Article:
There is little doubt that Obama was genuine in his desire to fulfill his promise (along with many others), but he ran dead-smack into the political reality that – at least in the American form of government – it is easier to promise than perform. Obama’s dream of being the hero doing big and bold things collided with the reality that governing demands down and dirty work. President Obama is not the first, nor will he be the last to fall prey to the striking difference between leading and governing.

Those who run for President of the United States are motivated by many desires, but none is stronger than the craving for the power and the glory that comes with being the hero who will save the day. The problem is that once elected president, they have to govern the country and that always gets in the way of being a hero.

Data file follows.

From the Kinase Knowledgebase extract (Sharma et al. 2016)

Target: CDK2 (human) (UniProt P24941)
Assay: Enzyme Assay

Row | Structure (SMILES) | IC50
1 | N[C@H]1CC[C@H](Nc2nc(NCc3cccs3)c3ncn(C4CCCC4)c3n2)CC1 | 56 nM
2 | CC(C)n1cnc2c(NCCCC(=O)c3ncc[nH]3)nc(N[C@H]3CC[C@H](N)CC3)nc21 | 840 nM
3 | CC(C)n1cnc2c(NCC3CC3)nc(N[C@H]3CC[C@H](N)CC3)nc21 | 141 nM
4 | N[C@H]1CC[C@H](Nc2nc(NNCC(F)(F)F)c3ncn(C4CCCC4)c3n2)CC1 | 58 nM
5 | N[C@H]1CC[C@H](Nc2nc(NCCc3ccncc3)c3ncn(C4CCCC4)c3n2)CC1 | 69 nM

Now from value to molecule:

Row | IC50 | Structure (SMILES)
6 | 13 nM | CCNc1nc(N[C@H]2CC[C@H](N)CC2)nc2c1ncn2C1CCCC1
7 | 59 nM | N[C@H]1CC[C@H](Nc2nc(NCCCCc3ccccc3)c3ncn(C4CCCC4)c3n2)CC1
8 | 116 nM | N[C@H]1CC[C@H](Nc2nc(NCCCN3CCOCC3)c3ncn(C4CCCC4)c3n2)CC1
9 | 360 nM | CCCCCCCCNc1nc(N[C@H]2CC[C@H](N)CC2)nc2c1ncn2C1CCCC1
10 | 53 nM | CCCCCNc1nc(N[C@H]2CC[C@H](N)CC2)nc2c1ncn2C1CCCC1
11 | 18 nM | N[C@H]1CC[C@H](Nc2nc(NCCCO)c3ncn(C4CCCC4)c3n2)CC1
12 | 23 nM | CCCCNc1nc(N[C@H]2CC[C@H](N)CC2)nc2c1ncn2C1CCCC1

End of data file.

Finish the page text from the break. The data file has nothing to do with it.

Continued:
This is a conundrum for those who yearn to be president. The electorate longs for the heroic leader who will come riding in on a white steed to solve the problems and cure the ills of the country. Yet, the structure of our government is bipolar. It assigns the President the responsibility for creating policy and solving problems, but the power to do so is diffused. In the long run, this is most certainly a good thing, but it does mean that the president is less CEO and more COO, chief operating officer. Can you name one COO who is recognized as a “business hero?” Neither can I. And it is this mixed-message of the electorate pining for a heroic leader, but demanding an effective manager that forces the candidate for president to promise more than can be delivered and then, once in office, deliver less than has been promised. This results in a frustrated president, a disillusioned electorate and the problems being kicked down the road, waiting for the next “hero” to take them on.